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Shooting non-repeatable events: weddings, recitals, plays, performances...


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Old March 26th, 2007, 11:13 AM   #1
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Joys & Mistakes of Weddings

I just delivered my latest video to my clients and it reminded me why I love doing weddings. They didn't get all weepy (ok a little bit) but they were impressed, they loved the footage and were talking about all the people they saw in the shots. They couldn't wait to show it to their parents. See.... that is why I love this job.

It certainly isn't for the money (they were still part of the Introductory pricing so it was only $500 + travel) which is 1/2 my current price for the basic level production (just in case anyone was interested).

And it also wasn't because this job is easy. This project had horrible lighting (ceremony in front of a bay window) and horrible sound (next to a train track with a sitting train that hissed VERY loud every 5 minutes like clockwork). This one took about 80-100 hours to edit because I wasted too much time trying to work with color correction and a mismatch between two cameras (the difference between a single chip and 3CCD camera is amazing!).

This wedding was from June06 but was backed up because another ceremony (Aug06) had a tighter delivery schedule and was a much more straightforward edit. Since filming the Jun06 wedding I have shot 3 others and looking at my footage for the June06 wedding I cringe. I committed so many blatant errors that I knew better than to do....

Every time I went back to editing this wedding I would kick myself mentally:

1) Didn't check 2nd camera / backup status before wedding and it "timed out" and went to sleep instead of recording ceremony
2) Didn't use tripod enough.
3) Moved camera during ceremony for different shot angle (makes editing a pain because I had to find cover footage for L cut) but then again I also though 2nd cam was running
4) didn't have shock mounted shotgun so camera mic had lots of camera noise and was nearly useless
5) didn't cut down output from DJ board; output blew out on the Sony MD recorder (this seems to happen 3/4 of the time with this MD, it is probably a lot more sensitive than I think).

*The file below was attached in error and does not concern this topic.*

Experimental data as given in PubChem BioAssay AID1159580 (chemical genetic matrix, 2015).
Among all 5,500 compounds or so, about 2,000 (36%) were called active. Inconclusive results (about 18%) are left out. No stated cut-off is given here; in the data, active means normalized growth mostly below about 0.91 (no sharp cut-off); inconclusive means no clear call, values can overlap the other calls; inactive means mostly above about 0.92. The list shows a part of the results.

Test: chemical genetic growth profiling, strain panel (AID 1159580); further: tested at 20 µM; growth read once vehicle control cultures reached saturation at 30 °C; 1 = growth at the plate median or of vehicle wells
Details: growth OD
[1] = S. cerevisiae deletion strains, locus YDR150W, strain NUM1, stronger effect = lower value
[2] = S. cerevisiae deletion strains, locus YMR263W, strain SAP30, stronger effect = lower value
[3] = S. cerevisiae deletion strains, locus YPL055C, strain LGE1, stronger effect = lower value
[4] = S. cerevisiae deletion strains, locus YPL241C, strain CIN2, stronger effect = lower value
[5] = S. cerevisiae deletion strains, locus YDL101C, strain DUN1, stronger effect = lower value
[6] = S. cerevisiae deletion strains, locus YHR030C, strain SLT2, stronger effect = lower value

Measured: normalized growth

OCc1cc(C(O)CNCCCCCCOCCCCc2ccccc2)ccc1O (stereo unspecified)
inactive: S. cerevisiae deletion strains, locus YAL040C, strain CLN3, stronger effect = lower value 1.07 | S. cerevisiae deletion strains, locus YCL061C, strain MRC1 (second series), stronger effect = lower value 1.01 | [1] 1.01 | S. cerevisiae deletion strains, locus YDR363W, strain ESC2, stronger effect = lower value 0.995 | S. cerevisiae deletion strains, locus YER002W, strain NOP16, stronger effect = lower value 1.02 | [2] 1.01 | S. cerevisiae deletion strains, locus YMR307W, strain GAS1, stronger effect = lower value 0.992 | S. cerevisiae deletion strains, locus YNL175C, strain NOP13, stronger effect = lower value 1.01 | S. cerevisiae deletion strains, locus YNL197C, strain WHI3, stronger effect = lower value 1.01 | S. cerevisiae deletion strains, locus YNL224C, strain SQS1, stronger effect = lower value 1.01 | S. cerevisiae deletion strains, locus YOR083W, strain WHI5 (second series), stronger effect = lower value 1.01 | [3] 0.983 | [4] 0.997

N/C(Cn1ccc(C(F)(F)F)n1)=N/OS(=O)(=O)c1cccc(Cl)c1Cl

6) Was not familiar enough with this camera (was only 3rd/4th time shooting an event with it)

So here are some solutions and some gear (gotta have those right?) that might help solve these problems. Some solutions are obvious and others are hard learned lessons that have not been repeated since then but I'm including them anyway because they apply to this wedding shoot.

1) Buy gear and get familiar with it!
2) Don't shoot with out assistant (aka my wife)... it just makes things easier especially to get B-Roll shots
3) Get quick release for tripod
4) Use tripod
5) Find a good shooting position and stay put if on 1 /2 cam events.


But not everything was FUBAR on this shoot. I did some thing very well:

1) Lots of B-roll
2) didn't miss any shots (barely)
3) great interaction with couple & guests (but I knew the couple so I better have good interactions with them)
4) Worked well with Photographer who would recommend me (except he is from Spokane WA and I'm in Boise ID so we aren't in same market).
5) Planned shots as good as possible despite bad lighting.

So that is an anatomy of my most recently delivered production. I am still looking to buy that gear I mentioned (PD170 anyone?). Any comments?

Jason Robinson
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Old March 26th, 2007, 01:03 PM   #2
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Sounds like you learned a lot. It's very wise to learn quickly from your mistakes and let it smart a little!

The more you can bring in your wife, the happier you will be, generally speaking. I LOVE having my wife across the isle. We've learned to communicate nonverbally, and it has been beautiful for our marriage. Having her also increases what we can charge, which makes it increasingly possible for her to stay at home with our son.

Which brings me to the third thing -- charge appropriately when you get good enough. You may want to do your brides a favor, but if you don't charge what you are worth, you will not only sell yourself short but will cause other videographers to have to work for peanuts. Brides down the line will suffer because you can't afford good gear. We did five weddings for free before we began charging, but we charge $2,000 for a full wedding package. We also plan to raise our rates $200 per year.